Heading NORTH from Sydney (With a couple diversions . )

Sampling some Aussie wine in Hunter Valley, we reflect back to the wine tasting we have done in less than a year: Australia, South Africa, and California; and next month New Zealand.

Australia’s oldest and most well known wine region is famous for some of the original continuously operated vineyards in the country. It is located about a three hour drive north of Sydney and what seemed the perfect first stop after disembarking from the cruise. Country roads, perfect for new right side of the car, left side of the road drivers (you’re scaring me! We both said it to the other in the early moments of driving) — perfect for small towns with all the services, like SIM cards and car coolers, and kmart, — perfect for bicycle tracks already researched and highlighted,– perfect for wine tasting an important part of any drive up and down through Australia and finally, perfect for kangaroos who hop! hop! hop their way across the open spaces. It was way too much fun.

One of the many, many things we like about this place is their Main Street. It contains all the mom and pop stores, then Target or KMart, then the chemist or grocery store, a restaurant or coffee bar all on the Main Street of a town. No malls on the outskirts of town, it is all there, convenient, walkable friendly and most of all alive with people. Vibrant Main Street in every town we have come to. It has been great.

Further north we arrived in a small town called Hervey Bay. Close to this town is a World heritage Site: we had to go . . . . .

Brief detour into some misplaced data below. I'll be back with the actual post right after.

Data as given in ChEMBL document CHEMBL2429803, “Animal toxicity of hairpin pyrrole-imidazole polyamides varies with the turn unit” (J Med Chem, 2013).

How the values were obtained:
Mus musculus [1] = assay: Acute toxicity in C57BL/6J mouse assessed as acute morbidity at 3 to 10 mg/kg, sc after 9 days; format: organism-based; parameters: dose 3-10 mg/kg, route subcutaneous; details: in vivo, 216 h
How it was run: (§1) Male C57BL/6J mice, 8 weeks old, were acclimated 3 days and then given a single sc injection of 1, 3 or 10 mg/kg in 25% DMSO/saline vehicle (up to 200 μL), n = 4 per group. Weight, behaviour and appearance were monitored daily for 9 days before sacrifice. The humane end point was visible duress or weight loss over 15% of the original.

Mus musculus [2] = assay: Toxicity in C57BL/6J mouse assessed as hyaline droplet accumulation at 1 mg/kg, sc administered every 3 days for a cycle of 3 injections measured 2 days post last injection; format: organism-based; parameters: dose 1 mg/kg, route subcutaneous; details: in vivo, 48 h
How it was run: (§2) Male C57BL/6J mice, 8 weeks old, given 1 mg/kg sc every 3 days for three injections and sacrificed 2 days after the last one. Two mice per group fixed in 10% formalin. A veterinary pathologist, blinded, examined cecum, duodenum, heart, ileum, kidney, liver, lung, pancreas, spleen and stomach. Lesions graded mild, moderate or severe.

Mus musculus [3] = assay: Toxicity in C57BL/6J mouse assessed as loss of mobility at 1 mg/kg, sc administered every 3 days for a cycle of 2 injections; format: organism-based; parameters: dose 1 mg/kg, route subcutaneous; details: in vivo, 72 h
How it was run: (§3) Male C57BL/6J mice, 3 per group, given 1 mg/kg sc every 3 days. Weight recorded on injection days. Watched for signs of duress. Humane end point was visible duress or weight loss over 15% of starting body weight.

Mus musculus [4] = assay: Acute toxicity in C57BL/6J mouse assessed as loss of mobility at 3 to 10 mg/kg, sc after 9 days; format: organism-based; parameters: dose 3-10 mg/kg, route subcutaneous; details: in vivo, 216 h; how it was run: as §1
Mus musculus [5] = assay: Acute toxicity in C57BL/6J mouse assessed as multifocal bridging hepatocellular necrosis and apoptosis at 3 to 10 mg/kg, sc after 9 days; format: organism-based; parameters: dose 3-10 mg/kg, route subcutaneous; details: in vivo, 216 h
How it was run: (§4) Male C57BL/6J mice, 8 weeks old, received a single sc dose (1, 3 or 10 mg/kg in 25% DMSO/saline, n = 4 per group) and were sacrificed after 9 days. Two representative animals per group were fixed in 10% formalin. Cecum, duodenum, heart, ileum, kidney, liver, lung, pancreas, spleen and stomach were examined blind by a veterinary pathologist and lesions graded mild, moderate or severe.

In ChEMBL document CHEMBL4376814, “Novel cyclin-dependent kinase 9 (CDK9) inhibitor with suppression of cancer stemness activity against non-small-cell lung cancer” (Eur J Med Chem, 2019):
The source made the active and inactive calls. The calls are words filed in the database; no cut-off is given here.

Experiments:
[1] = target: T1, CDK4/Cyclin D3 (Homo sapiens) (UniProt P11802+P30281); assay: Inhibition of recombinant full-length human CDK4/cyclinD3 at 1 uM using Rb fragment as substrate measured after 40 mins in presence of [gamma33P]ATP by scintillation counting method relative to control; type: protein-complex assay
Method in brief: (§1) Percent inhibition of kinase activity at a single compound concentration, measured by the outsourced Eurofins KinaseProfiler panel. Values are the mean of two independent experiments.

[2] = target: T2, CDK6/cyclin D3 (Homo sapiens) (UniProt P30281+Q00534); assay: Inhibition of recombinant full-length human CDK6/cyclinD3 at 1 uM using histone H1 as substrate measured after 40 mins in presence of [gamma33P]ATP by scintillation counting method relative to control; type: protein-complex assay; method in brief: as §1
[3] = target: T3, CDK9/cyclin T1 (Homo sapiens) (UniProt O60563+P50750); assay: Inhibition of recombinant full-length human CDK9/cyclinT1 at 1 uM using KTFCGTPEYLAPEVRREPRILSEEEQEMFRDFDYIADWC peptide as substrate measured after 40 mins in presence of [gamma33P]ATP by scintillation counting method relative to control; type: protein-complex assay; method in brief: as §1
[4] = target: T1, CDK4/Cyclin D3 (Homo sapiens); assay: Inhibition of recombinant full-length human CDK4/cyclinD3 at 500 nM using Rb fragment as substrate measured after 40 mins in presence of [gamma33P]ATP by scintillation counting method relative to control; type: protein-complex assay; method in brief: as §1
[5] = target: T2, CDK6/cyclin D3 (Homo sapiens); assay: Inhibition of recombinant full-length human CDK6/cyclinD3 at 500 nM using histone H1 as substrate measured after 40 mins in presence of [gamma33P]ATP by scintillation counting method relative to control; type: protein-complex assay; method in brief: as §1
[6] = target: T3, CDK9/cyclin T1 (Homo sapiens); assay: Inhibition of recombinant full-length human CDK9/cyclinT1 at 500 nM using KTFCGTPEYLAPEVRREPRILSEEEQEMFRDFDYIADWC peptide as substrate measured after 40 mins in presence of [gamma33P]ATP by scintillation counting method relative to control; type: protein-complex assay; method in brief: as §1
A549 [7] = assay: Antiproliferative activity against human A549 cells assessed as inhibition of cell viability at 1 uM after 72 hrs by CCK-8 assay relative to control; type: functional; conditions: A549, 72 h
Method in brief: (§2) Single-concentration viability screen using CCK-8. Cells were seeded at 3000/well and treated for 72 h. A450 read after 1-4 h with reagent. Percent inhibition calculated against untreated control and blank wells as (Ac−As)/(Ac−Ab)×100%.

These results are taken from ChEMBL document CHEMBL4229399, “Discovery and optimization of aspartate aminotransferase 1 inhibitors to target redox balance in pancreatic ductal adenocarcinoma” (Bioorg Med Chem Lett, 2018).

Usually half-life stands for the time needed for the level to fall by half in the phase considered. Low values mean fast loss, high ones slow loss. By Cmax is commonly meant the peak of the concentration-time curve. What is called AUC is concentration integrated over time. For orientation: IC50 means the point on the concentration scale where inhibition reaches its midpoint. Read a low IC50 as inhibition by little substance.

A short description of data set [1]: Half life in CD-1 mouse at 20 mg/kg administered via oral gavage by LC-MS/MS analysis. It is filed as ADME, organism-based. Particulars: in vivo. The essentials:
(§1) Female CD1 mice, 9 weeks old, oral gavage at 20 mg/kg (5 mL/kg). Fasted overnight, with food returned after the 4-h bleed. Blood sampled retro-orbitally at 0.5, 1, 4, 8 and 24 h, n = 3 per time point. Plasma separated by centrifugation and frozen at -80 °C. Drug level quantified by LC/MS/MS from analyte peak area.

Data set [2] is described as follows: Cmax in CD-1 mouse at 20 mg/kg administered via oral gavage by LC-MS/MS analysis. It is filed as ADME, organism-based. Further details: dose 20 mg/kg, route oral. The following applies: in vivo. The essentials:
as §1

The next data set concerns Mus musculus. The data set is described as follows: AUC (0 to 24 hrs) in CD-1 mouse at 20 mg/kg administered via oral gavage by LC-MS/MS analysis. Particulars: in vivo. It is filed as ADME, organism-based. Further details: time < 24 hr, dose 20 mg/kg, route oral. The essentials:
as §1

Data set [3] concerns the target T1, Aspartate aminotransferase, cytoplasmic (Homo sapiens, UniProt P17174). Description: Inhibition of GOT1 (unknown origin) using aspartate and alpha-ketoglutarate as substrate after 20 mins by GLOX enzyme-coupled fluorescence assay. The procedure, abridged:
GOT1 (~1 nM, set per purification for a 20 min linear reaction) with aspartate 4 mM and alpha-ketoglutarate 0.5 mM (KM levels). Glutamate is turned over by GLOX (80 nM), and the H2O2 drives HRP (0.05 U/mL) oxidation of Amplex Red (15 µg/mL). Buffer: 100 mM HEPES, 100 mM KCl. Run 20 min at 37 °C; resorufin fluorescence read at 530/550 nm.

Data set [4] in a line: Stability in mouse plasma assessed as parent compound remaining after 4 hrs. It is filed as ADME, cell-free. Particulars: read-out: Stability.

Fraser Island World heritage site.

World Heritage areas are places listed under the World Heritage Convention that have cultural or natural values of such importance that they are recognized as sites of heritage for all people of the world.

Over the past 2,000,000 years, ocean currents and waves swept sand north from the continental shelf of New South Wales. Sand accumulated and covered existing bedrock to form dunes parallel to the coast, leaving only peaks uncovered—today’s headlands. Strong onshore winds blow loose sand inland to form high parabolic—i.e. hairpin- shaped—dunes, which spread inland, engulfing areas in their path, forming a sequence of overlapping dunes

The island, the largest sand island in the world, includes over 250 km of sandy beaches with long uninterrupted sweeps of ocean beach, more than 40 km of strikingly colored sand cliffs, as well as spectacular dune blowouts, tall rainforests on sand, dune lakes and a mosaic of sand tracks that 4×4 vehicles can ply to take you to fascinating sights like the Maheno shipwreck that sits on the beach, fantastically rusted and beautiful.

Of course, the highlight of the day was all about an accompanying bus stuck in the sand and all the people on the sidelines (both the stuck bus and the rescue bus had to dislodge their people to reduce weight) photographing and advising and finally cheering as the busses and a line of stranded cars finally made it up the incline.

At the end of the day, heritage is magnificent, beauty is inspiring, but 75 people really come alive when they get to make a mess in a giant sandbox observing another guys folly. We are glad we are so normal.